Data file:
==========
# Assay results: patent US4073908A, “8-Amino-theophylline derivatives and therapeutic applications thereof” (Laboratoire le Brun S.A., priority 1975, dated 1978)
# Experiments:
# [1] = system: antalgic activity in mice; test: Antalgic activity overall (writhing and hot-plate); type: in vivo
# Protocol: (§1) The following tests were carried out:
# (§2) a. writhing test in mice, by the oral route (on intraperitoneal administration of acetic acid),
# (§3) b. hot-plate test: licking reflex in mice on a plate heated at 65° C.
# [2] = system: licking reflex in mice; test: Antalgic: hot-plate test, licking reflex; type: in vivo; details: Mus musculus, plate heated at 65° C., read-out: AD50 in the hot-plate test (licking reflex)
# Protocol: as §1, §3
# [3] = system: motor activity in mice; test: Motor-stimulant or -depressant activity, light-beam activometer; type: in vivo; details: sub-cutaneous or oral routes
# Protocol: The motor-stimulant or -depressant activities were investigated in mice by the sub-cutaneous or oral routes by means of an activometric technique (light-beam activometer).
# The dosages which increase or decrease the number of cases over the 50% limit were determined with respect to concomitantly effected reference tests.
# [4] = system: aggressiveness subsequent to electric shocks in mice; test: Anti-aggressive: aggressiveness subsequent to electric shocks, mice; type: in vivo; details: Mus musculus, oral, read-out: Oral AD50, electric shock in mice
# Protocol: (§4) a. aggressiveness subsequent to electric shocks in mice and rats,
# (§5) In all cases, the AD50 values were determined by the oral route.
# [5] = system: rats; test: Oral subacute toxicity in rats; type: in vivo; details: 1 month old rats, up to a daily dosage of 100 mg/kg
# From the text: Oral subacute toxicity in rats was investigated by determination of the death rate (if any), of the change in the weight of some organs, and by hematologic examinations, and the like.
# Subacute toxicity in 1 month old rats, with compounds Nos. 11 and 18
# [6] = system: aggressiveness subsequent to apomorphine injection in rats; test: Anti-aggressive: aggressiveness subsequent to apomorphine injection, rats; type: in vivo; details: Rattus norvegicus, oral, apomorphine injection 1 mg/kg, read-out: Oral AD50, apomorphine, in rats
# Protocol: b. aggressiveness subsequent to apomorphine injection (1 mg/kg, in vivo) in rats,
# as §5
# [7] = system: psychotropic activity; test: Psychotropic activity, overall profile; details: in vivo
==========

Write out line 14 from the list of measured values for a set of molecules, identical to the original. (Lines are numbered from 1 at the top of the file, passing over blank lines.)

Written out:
# (§5) In all cases, the AD50 values were determined by the oral route.